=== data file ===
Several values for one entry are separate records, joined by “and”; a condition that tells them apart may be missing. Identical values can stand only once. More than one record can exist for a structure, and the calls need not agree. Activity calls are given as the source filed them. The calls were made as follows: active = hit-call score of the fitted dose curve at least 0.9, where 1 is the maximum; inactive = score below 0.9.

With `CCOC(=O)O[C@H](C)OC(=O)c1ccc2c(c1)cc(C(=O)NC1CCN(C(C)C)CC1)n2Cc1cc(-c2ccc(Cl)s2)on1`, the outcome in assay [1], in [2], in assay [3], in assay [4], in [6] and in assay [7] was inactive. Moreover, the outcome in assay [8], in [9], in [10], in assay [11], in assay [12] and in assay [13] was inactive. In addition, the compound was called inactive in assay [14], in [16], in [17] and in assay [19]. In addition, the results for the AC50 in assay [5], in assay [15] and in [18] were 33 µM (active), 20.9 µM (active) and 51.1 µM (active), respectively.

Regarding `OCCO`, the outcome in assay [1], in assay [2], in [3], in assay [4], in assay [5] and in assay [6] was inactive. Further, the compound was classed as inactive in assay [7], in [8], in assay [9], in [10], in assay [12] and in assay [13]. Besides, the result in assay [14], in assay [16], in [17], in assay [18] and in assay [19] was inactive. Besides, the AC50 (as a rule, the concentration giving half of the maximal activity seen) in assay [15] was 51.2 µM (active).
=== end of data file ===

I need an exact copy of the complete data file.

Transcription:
Several values for one entry are separate records, joined by “and”; a condition that tells them apart may be missing. Identical values can stand only once. More than one record can exist for a structure, and the calls need not agree. Activity calls are given as the source filed them. The calls were made as follows: active = hit-call score of the fitted dose curve at least 0.9, where 1 is the maximum; inactive = score below 0.9.

With `CCOC(=O)O[C@H](C)OC(=O)c1ccc2c(c1)cc(C(=O)NC1CCN(C(C)C)CC1)n2Cc1cc(-c2ccc(Cl)s2)on1`, the outcome in assay [1], in [2], in assay [3], in assay [4], in [6] and in assay [7] was inactive. Moreover, the outcome in assay [8], in [9], in [10], in assay [11], in assay [12] and in assay [13] was inactive. In addition, the compound was called inactive in assay [14], in [16], in [17] and in assay [19]. In addition, the results for the AC50 in assay [5], in assay [15] and in [18] were 33 µM (active), 20.9 µM (active) and 51.1 µM (active), respectively.

Regarding `OCCO`, the outcome in assay [1], in assay [2], in [3], in assay [4], in assay [5] and in assay [6] was inactive. Further, the compound was classed as inactive in assay [7], in [8], in assay [9], in [10], in assay [12] and in assay [13]. Besides, the result in assay [14], in assay [16], in [17], in assay [18] and in assay [19] was inactive. Besides, the AC50 (as a rule, the concentration giving half of the maximal activity seen) in assay [15] was 51.2 µM (active).